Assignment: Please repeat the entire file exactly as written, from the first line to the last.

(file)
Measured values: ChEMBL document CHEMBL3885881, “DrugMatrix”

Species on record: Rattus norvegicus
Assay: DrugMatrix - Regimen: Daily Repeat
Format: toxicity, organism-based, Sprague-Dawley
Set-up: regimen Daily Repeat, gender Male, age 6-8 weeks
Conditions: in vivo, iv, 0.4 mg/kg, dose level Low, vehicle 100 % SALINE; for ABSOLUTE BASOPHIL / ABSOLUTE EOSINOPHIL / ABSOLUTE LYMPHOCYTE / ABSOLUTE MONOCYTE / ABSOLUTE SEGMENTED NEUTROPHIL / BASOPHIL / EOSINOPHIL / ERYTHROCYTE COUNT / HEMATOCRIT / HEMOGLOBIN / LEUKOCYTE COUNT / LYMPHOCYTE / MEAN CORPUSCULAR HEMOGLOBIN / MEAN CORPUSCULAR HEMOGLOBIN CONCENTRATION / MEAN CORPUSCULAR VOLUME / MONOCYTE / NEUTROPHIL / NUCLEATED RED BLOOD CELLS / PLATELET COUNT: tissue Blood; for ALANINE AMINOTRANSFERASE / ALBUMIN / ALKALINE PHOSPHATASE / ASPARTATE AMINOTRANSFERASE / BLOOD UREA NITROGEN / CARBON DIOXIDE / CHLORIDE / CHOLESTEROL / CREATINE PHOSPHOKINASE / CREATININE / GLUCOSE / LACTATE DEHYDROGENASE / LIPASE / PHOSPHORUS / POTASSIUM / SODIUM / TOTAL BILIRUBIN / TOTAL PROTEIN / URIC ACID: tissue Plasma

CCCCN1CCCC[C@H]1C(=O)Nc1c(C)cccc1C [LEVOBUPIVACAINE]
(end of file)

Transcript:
Measured values: ChEMBL document CHEMBL3885881, “DrugMatrix”

Species on record: Rattus norvegicus
Assay: DrugMatrix - Regimen: Daily Repeat
Format: toxicity, organism-based, Sprague-Dawley
Set-up: regimen Daily Repeat, gender Male, age 6-8 weeks
Conditions: in vivo, iv, 0.4 mg/kg, dose level Low, vehicle 100 % SALINE; for ABSOLUTE BASOPHIL / ABSOLUTE EOSINOPHIL / ABSOLUTE LYMPHOCYTE / ABSOLUTE MONOCYTE / ABSOLUTE SEGMENTED NEUTROPHIL / BASOPHIL / EOSINOPHIL / ERYTHROCYTE COUNT / HEMATOCRIT / HEMOGLOBIN / LEUKOCYTE COUNT / LYMPHOCYTE / MEAN CORPUSCULAR HEMOGLOBIN / MEAN CORPUSCULAR HEMOGLOBIN CONCENTRATION / MEAN CORPUSCULAR VOLUME / MONOCYTE / NEUTROPHIL / NUCLEATED RED BLOOD CELLS / PLATELET COUNT: tissue Blood; for ALANINE AMINOTRANSFERASE / ALBUMIN / ALKALINE PHOSPHATASE / ASPARTATE AMINOTRANSFERASE / BLOOD UREA NITROGEN / CARBON DIOXIDE / CHLORIDE / CHOLESTEROL / CREATINE PHOSPHOKINASE / CREATININE / GLUCOSE / LACTATE DEHYDROGENASE / LIPASE / PHOSPHORUS / POTASSIUM / SODIUM / TOTAL BILIRUBIN / TOTAL PROTEIN / URIC ACID: tissue Plasma

CCCCN1CCCC[C@H]1C(=O)Nc1c(C)cccc1C [LEVOBUPIVACAINE]